I still find it hard to wrap my mind around the fact that one of my friends isn’t alive anymore. I don’t like to say he was killed the way cancer or disease or car accidents kill the body. He didn’t just die like people do when they get older or have a heart attack or stroke. My friend was murdered. His life was taken from him by another life. My life-long friend Victor was shot and killed in a parking lot in Newport News, Virginia. He was only 23 years old and would’ve turned 24 just weeks after the shooting. He was a father and a friend. Now he is another nameless face in the list of victims of gun violence in my city and in this country.
There will be no marches in the street for Victor. His mother won’t be invited to the White House. The President isn’t going to cry on national television over his death. The world will never know the young man who always kept people laughing, who was always trying to have fun, and who had unconditional love for his young son. And the people who did know him will never know the man he could’ve grown to be. And its a shame, really. It’s a shame that violence like this is too common to make a big deal of it each time a person gets shot in the street.
When someone gets killed in this country, I think we get sad for a few minutes then eventually get on with our lives. I don’t want that to happen in Victor’s case. It’s so easy for us to turn a blind eye to all of the violence going on all around us all of the time. The violence against young people in our communities, especially young people of color, is like a modern-day lynching. Just as crowds gathered around the bodies hanging from trees, today’s Americans stand idly by as our young people are slain in parking lots in Virginia, while walking home in Florida, in public parks in Chicago, and in elementary schools in Connecticut.
We are a nation in denial about what is happening in our front yards, right before our eyes. We legitimize this violence in the name of our Constitutional rights. But the issue of “gun control” is not a political issue, it is a moral one. No person who values life can value the usage of guns and weapons. A gun’s only function is to take life away. Despite what advocates for weapons may say, protecting someone’s right to bare arms is not more important that protecting the people’s rights to life. But even with all of the horrific and bloody murders that take place in the country, we still can’t seem to put a face to these lost lives and protect those who are still living. But Victor’s face will always be in my mind.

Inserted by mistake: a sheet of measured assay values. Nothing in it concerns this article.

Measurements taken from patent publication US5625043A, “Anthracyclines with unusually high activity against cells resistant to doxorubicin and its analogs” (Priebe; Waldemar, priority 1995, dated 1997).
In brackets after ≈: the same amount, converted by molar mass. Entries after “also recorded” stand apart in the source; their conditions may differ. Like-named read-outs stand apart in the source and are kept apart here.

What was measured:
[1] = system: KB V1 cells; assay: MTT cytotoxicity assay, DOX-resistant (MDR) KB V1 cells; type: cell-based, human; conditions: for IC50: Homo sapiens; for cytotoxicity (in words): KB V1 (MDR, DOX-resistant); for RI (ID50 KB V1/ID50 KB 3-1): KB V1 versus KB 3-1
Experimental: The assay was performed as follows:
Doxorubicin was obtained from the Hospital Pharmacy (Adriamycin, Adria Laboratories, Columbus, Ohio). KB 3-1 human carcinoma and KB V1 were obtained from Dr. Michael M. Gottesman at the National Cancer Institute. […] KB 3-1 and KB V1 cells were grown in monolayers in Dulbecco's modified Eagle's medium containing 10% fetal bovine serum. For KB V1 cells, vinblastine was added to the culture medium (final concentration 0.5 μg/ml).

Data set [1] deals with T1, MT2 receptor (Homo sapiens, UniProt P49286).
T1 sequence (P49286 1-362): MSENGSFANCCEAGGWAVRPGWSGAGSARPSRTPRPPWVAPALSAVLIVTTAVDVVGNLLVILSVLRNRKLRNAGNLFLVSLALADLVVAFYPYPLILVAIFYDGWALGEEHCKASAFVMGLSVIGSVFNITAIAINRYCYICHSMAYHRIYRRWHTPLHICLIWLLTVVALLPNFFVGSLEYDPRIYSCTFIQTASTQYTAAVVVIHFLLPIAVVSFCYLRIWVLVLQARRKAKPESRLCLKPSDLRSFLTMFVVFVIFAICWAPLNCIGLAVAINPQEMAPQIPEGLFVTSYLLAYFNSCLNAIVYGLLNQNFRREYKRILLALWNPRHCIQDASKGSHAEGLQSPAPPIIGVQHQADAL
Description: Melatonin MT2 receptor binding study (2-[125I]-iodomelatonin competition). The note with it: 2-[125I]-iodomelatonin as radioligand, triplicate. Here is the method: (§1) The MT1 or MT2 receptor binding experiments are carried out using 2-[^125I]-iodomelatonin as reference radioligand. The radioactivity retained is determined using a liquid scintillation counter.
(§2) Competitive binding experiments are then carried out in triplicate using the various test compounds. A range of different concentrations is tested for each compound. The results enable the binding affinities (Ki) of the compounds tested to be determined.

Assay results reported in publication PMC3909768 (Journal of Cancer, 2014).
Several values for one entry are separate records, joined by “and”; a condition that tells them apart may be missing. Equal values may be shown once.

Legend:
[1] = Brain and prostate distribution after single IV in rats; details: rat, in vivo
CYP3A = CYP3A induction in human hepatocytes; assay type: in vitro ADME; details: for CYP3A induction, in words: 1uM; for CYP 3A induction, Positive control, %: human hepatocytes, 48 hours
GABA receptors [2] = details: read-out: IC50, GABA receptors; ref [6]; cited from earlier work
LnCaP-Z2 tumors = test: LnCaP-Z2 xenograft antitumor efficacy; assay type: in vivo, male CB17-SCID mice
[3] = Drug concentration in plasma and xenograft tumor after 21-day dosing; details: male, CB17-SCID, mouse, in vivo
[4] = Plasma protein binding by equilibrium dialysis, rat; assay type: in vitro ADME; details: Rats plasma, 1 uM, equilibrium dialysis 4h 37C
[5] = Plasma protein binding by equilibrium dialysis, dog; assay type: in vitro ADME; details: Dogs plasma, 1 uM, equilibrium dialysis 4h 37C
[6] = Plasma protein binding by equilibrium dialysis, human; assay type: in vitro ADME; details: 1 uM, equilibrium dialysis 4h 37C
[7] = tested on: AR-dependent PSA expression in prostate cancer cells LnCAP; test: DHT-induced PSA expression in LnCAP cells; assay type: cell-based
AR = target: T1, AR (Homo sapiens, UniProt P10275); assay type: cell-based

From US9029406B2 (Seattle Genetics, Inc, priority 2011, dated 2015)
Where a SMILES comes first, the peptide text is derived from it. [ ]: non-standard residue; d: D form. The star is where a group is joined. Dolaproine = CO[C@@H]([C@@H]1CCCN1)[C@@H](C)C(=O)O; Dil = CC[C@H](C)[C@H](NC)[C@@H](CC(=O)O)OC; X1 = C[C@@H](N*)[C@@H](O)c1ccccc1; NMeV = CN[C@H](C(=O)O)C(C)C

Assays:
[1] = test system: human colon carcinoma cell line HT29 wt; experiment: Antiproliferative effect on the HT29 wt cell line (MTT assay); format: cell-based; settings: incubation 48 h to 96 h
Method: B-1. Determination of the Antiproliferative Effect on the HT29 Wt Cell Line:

At his wake, I held Victor’s mother and we cried while looking down at his face for the last time. But I keep thinking that he wasn’t the only life that was lost that night. While one mother has to bury her son, another mother will have her son put in jail for a senseless murder. That’s the life cycle of murder in our communities: One body goes in the ground, another body goes in a jail cell. Who wins in this scenario? We are living in a culture in which young men have a need to prove themselves to a society that tells them that “you aren’t a man” if you let yourself get punked. When someone steps on your shoe, looks at your girlfriend or boyfriend, posts on your Facebook page or what have you, we feel we have no choice but to react. There’s a hopelessness to this lifestyle. We get into arguments and allow our anger to escalate to the point when the only way to solve a problem is to end a life. So many self images are warped by false ideals of what it takes to be a “real man”.
Victor was a man. He was a loyal friend. He was a selfless father. He was one of the funniest, hyperactive, brutally honest people I’ve ever known. He was an athlete, a college graduate, and natural comedian. He tried to make a joke out of every stressful situation. He didn’t need to use violence or anger to get what he wanted out of life. I know there are others who aren’t able to see another way to live their lives without arguments, fighting, and guns. Funerals, drive-bys, and constant crime is the reality for too many of our young people. We’re exposed to violence which makes it easier for us to transcend into violent lifestyles ourselves. I’m sure in some cases, a gun seems like the only thing in life that you can use to escape the frustrating restrictions of life in our communities. We have unemployment, lack of interest in school, and such a comical ease in getting weapons, our young people turn to violence as a outlet for brief control in a society that automatically writes them off.